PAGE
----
Just because the loonie is trading near parity with its U.S. counterpart doesn’t mean Canadians should expect prices here to be similar to those south of the border, Statistics Canada says.
Rather, the “law of one price” across borders “is seldom supported in practice,” the agency said in new research published Wednesday.
“Prices in the two countries generally do not equate, nor do relative prices remain constant when there are movements in the exchange rate,” Statscan concluded.
The research arrives at a time when the comparison-shopping issue between the two countries is a hot topic of debate in Canada, following several months when the loonie and greenback have traded at or near parity. This has served to amplify the price differences for many items, particularly for those shopping online.
U.S. fashion chain J. Crew was singled out in the media when it launched its first store in Canada in August with prices that were 15 per cent higher than those in its U.S. outlets, plus fees on online purchases to cover duties. The chain quickly retreated and dropped the online duty charge. But price differences are also easy to spot for many items, ranging from automobiles to household staples such as plastic bags.
Finance Minister Jim Flaherty has challenged businesses to explain their higher prices and asked the Senate national finance committee to study the price gap. “Canadians are rightly irritated when they see large price discrepancies on the exact same products being sold on different sides of the border,” Mr. Flaherty wrote to the committee in September. “I share their irritation.”
In an interview, John Baldwin, director of Statscan’s economic analysis division, said prices in Canada do tend to move with exchange rates, “but not completely … primarily because prices are sticky. They tend not to move rapidly to adjust, due to all sorts of circumstances.”
As a result, Canadians over the past 40 years have tended to pay less relative to prices in the U.S. during periods when the value of the loonie was lower, and relatively more when the dollar appreciated, as has been the case in recent years.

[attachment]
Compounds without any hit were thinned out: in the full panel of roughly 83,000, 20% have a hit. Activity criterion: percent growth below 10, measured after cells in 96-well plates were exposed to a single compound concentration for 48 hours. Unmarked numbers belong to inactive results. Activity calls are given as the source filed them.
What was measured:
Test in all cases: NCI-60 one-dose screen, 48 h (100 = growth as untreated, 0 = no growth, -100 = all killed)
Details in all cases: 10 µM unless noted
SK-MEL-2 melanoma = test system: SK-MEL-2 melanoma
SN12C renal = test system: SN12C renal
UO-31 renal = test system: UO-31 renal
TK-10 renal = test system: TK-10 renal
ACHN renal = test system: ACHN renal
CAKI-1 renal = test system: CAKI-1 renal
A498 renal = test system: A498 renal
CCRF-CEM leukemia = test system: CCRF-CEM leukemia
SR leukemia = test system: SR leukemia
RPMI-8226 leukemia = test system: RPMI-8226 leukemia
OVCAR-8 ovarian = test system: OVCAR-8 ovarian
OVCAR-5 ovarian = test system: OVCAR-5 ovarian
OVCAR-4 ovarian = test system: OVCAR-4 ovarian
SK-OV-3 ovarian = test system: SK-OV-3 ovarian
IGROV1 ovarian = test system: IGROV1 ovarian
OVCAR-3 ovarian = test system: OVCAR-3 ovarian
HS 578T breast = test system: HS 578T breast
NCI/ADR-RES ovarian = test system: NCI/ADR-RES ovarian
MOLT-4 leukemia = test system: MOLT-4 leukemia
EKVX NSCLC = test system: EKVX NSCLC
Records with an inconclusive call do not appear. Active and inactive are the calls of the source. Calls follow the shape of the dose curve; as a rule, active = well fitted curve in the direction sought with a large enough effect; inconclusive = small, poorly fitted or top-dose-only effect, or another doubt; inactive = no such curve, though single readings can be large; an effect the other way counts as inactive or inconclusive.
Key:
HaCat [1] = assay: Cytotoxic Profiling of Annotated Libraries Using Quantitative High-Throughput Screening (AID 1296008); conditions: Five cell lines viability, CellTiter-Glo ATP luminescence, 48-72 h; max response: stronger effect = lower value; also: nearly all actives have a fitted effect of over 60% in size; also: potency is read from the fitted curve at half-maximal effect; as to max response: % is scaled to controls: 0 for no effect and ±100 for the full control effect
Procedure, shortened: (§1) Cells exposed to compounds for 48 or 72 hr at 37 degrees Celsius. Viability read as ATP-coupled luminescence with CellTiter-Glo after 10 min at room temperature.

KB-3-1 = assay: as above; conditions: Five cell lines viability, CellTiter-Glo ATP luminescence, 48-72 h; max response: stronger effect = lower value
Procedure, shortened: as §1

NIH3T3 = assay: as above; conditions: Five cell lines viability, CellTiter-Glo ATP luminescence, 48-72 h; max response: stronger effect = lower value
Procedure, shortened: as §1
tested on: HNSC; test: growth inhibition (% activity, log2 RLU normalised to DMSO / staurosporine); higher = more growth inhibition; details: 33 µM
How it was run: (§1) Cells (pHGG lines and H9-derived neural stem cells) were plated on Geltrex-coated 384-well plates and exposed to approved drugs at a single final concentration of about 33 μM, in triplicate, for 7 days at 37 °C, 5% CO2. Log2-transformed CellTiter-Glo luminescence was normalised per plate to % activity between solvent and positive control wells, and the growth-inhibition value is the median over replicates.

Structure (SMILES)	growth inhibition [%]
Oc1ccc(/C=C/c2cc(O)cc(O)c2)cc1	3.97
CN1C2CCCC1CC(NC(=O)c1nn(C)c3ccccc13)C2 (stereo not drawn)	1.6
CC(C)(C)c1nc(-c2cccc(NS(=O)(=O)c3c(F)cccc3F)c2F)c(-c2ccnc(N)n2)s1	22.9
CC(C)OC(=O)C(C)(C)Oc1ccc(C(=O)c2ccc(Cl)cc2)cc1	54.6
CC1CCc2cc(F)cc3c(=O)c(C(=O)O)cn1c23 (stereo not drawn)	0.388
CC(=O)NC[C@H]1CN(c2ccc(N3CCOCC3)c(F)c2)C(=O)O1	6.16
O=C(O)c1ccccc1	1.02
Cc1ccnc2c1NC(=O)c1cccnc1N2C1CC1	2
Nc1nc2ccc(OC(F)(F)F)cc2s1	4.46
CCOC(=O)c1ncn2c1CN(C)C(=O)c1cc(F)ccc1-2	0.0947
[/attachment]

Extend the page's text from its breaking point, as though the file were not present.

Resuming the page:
“It’s not that prices don’t see any adjustment to exchange rate movement, but there tends to be a long lag, and only a partial adjustment,” said Avery Shenfeld, chief economist with CIBC.
Douglas Porter, deputy chief economist with BMO Nesbitt Burns, said if prices moved in line with exchange rates “we could have inflation of 20 per cent one year and deflation of 10 per cent in another.” That kind of volatility “is in nobody’s interest.
“I don’t think we can ever expect prices to be completely equal between Canada and the U.S.,” Mr. Porter added. “I do think the longer the currencies stay at parity, the narrower the gap will become – but it will take time.”
The Statscan findings confirm long-held views among economists about price differences between countries, owing to differing cost dynamics between two markets – such as transportation, population density and trade barriers – different domestic market dynamics and industry standards, and even bilingual labelling requirements.
“There is more to the retail price of a good than the price at the factory gate,” Mr. Shenfeld said. “By the time you look at the final retail price, there may be a lot of Canadian content” built into the final amount. “This is not as large a country as the United States in terms of population, so some costs become larger per customer in a smaller market.”